It takes more than a dogged spirit to become a member of the Las Vegas Valley Schutzhund Club.
The dog club originally started as a breed suitability test for German shepherds. The test would determine if the dog displayed the appropriate traits and characteristics of a proper working German shepherd.
“This is one of the longest-running clubs in Las Vegas,” said Bill Cassell, training director of the club. “The club started in the late ’70s or early ’80s. It was originally started as a temperament test done in Germany; now it’s a sport. It’s highly stylized and quite extensive.”
Being a dedicated member of the club is an understatement. The group meets twice a week, every week, for rigorous training sessions, in addition to individual training that members do every day.
Cassell, a Metropolitan Police Department officer, was introduced to the sport 36 years ago. Since he started, he has competed in roughly 40 regional and national trials and has trained between 12 and 14 dogs.
His greatest accomplishment was when one of his now-retired dogs scored a perfect 100 points in a trial under a German judge.
“The difference with training sport dogs versus police dogs is the consequence of failure — either you don’t get to go home with a title, or you simply don’t get to go home,” Cassell said. “The training is similar, but in competition, position is so important.”
While there are a couple of current and retired Metro officers, most of the group’s members are not.
Jeff Wagner was first introduced to the sport after his brother asked him to train his dog in schutzhund while he was stationed in Afghanistan. He said he quickly fell in love with the sport.
He bought his dog, Koda, in 2012.
“Living in Las Vegas as a single guy is hard,” Wagner said. “This keeps me out of trouble.”
Others, like Patricia Hanisee, participate to train their dogs to be personal protection dogs.
“Each dog is so unique and has their own strong set of skills,” Hanisee said. “It’s up to us trainers to recognize them and learn how to work with them.”
The Las Vegas club has 14 members to create a family-like setting, Cassell said. Members use motivational training to train their dogs, which mainly includes treats and toys.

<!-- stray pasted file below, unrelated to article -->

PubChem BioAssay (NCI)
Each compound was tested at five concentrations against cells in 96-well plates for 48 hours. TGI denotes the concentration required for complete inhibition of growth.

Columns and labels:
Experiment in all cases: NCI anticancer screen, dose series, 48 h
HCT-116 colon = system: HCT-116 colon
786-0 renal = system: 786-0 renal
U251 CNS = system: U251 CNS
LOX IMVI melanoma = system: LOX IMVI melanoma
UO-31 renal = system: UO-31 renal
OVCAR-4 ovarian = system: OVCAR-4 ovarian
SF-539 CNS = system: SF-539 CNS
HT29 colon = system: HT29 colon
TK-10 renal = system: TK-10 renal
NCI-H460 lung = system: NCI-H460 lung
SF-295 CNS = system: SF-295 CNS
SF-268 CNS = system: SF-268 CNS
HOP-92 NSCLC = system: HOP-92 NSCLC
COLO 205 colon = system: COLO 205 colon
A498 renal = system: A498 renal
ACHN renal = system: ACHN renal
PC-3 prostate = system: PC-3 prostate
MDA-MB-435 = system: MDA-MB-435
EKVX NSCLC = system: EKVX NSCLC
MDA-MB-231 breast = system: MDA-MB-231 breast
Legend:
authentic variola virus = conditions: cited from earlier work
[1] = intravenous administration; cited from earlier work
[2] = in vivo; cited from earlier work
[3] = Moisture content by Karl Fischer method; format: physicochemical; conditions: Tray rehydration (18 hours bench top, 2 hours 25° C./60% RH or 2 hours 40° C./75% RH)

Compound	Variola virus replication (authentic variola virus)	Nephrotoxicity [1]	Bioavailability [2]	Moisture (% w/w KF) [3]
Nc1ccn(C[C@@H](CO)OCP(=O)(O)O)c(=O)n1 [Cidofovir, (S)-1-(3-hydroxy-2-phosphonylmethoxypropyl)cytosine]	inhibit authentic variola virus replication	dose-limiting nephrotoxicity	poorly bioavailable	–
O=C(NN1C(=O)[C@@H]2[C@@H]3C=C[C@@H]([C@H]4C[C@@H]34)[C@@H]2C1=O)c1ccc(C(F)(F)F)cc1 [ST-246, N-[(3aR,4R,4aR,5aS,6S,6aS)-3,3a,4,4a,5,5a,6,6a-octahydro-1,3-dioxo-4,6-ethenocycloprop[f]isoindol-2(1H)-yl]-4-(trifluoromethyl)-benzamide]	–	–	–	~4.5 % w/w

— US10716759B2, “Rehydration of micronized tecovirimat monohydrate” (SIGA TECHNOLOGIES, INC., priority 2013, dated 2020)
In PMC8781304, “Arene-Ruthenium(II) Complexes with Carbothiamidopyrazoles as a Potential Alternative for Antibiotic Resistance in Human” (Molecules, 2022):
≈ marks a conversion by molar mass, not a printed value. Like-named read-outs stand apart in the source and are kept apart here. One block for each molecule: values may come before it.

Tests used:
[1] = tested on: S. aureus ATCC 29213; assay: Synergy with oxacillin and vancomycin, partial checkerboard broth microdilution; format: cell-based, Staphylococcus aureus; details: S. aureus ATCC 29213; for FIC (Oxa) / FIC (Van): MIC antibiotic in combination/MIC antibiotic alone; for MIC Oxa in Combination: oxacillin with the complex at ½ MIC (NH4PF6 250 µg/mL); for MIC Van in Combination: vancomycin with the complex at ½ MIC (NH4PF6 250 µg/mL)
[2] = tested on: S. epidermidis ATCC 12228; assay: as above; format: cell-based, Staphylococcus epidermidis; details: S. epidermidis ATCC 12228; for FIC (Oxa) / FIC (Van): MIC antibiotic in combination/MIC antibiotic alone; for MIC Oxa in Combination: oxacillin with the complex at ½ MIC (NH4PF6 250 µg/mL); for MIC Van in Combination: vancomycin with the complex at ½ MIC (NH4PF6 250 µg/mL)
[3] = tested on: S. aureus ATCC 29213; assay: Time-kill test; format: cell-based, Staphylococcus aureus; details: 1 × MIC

There are three phrases to the sport: tracking, obedience and protection.
During the protection training, dogs are transformed from well-mannered pooches to swift-thinking canines ready to attack the aggressor at a moment’s notice. Cassell said the tracking aspect of the sport is the area that requires the most focus and drive.
“During the training, if you lose your temper, you can undo everything that you’ve done,” said member Kai Degner, a retired Metro officer. “This is really a team sport.”
There are three schutzhund titles ranging from lowest to most advanced: Schutzhund 1, Schutzhund 2 and Schutzhund 3.
Before a dog can compete for Schutzhund 1, it must pass a temperament test called a Begleithundprüfung or BH test. The tests are composed of basic obedience and sureness around strange people, strange dogs, traffic and loud noises. A dog that exhibits excessive fear, distractibility, or aggression cannot pass the B and so cannot go on to schutzhund, according to germanshepherddog.com.
A dog must pass all three phases in one trial to be awarded a schutzhund title. Each phase is judged on a 100-point scale. The minimum passing score is 70 for the tracking and obedience phases and 80 for the protection phase. At any time, the judge may dismiss a dog for showing poor temperament, including fear or aggression.
The FCI, the international umbrella organization for all things dog related, sets the rules for IPO, aka sport schutzhund, titles.
The club doesn’t have a contact number or website. For those who are interested in joining the club, Cassell said, “If people are really serious about joining, they’ll know how to find us.”
To reach North View reporter Sandy Lopez, email firstname.lastname@example.org or call 702-383-4686. Find her on Twitter: @JournalismSandy.